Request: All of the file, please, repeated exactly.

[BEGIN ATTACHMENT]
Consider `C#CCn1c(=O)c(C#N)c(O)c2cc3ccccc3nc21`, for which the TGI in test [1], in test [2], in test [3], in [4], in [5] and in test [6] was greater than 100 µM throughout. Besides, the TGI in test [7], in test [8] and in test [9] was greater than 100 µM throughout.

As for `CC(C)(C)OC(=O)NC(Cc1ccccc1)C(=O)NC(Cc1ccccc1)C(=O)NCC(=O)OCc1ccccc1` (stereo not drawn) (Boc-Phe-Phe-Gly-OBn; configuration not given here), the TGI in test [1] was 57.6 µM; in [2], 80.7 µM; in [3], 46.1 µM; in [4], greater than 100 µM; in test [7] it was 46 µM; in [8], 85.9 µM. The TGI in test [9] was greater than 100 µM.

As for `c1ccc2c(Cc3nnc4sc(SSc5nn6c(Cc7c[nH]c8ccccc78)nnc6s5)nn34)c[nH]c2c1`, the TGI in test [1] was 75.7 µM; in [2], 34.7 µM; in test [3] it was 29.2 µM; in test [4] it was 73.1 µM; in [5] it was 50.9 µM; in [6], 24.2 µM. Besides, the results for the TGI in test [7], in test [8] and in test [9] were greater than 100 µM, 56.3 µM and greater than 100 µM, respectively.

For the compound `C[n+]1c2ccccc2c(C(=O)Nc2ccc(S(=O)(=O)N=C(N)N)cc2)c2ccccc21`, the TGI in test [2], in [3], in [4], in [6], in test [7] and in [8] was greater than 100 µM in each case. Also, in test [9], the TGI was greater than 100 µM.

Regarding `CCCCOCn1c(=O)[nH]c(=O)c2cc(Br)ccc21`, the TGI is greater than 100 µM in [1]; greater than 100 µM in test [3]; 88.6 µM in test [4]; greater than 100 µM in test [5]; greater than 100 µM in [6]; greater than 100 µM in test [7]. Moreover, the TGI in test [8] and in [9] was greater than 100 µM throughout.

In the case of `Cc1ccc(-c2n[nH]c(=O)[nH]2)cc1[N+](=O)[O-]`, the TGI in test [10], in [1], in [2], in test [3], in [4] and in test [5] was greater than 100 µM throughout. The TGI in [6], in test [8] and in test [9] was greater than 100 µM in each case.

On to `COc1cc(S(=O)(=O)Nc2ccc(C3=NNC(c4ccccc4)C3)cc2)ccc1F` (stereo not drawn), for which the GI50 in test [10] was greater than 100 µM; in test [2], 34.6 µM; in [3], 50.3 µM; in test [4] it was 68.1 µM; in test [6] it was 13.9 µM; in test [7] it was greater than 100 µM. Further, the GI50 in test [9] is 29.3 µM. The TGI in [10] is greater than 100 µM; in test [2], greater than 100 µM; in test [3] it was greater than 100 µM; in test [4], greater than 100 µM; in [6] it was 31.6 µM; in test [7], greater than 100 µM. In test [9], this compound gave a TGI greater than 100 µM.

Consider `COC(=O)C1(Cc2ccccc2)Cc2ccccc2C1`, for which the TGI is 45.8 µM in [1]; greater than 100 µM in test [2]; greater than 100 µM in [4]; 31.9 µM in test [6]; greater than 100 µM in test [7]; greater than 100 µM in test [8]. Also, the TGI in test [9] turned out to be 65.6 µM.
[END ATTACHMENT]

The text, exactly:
Consider `C#CCn1c(=O)c(C#N)c(O)c2cc3ccccc3nc21`, for which the TGI in test [1], in test [2], in test [3], in [4], in [5] and in test [6] was greater than 100 µM throughout. Besides, the TGI in test [7], in test [8] and in test [9] was greater than 100 µM throughout.

As for `CC(C)(C)OC(=O)NC(Cc1ccccc1)C(=O)NC(Cc1ccccc1)C(=O)NCC(=O)OCc1ccccc1` (stereo not drawn) (Boc-Phe-Phe-Gly-OBn; configuration not given here), the TGI in test [1] was 57.6 µM; in [2], 80.7 µM; in [3], 46.1 µM; in [4], greater than 100 µM; in test [7] it was 46 µM; in [8], 85.9 µM. The TGI in test [9] was greater than 100 µM.

As for `c1ccc2c(Cc3nnc4sc(SSc5nn6c(Cc7c[nH]c8ccccc78)nnc6s5)nn34)c[nH]c2c1`, the TGI in test [1] was 75.7 µM; in [2], 34.7 µM; in test [3] it was 29.2 µM; in test [4] it was 73.1 µM; in [5] it was 50.9 µM; in [6], 24.2 µM. Besides, the results for the TGI in test [7], in test [8] and in test [9] were greater than 100 µM, 56.3 µM and greater than 100 µM, respectively.

For the compound `C[n+]1c2ccccc2c(C(=O)Nc2ccc(S(=O)(=O)N=C(N)N)cc2)c2ccccc21`, the TGI in test [2], in [3], in [4], in [6], in test [7] and in [8] was greater than 100 µM in each case. Also, in test [9], the TGI was greater than 100 µM.

Regarding `CCCCOCn1c(=O)[nH]c(=O)c2cc(Br)ccc21`, the TGI is greater than 100 µM in [1]; greater than 100 µM in test [3]; 88.6 µM in test [4]; greater than 100 µM in test [5]; greater than 100 µM in [6]; greater than 100 µM in test [7]. Moreover, the TGI in test [8] and in [9] was greater than 100 µM throughout.

In the case of `Cc1ccc(-c2n[nH]c(=O)[nH]2)cc1[N+](=O)[O-]`, the TGI in test [10], in [1], in [2], in test [3], in [4] and in test [5] was greater than 100 µM throughout. The TGI in [6], in test [8] and in test [9] was greater than 100 µM in each case.

On to `COc1cc(S(=O)(=O)Nc2ccc(C3=NNC(c4ccccc4)C3)cc2)ccc1F` (stereo not drawn), for which the GI50 in test [10] was greater than 100 µM; in test [2], 34.6 µM; in [3], 50.3 µM; in test [4] it was 68.1 µM; in test [6] it was 13.9 µM; in test [7] it was greater than 100 µM. Further, the GI50 in test [9] is 29.3 µM. The TGI in [10] is greater than 100 µM; in test [2], greater than 100 µM; in test [3] it was greater than 100 µM; in test [4], greater than 100 µM; in [6] it was 31.6 µM; in test [7], greater than 100 µM. In test [9], this compound gave a TGI greater than 100 µM.

Consider `COC(=O)C1(Cc2ccccc2)Cc2ccccc2C1`, for which the TGI is 45.8 µM in [1]; greater than 100 µM in test [2]; greater than 100 µM in [4]; 31.9 µM in test [6]; greater than 100 µM in test [7]; greater than 100 µM in test [8]. Also, the TGI in test [9] turned out to be 65.6 µM.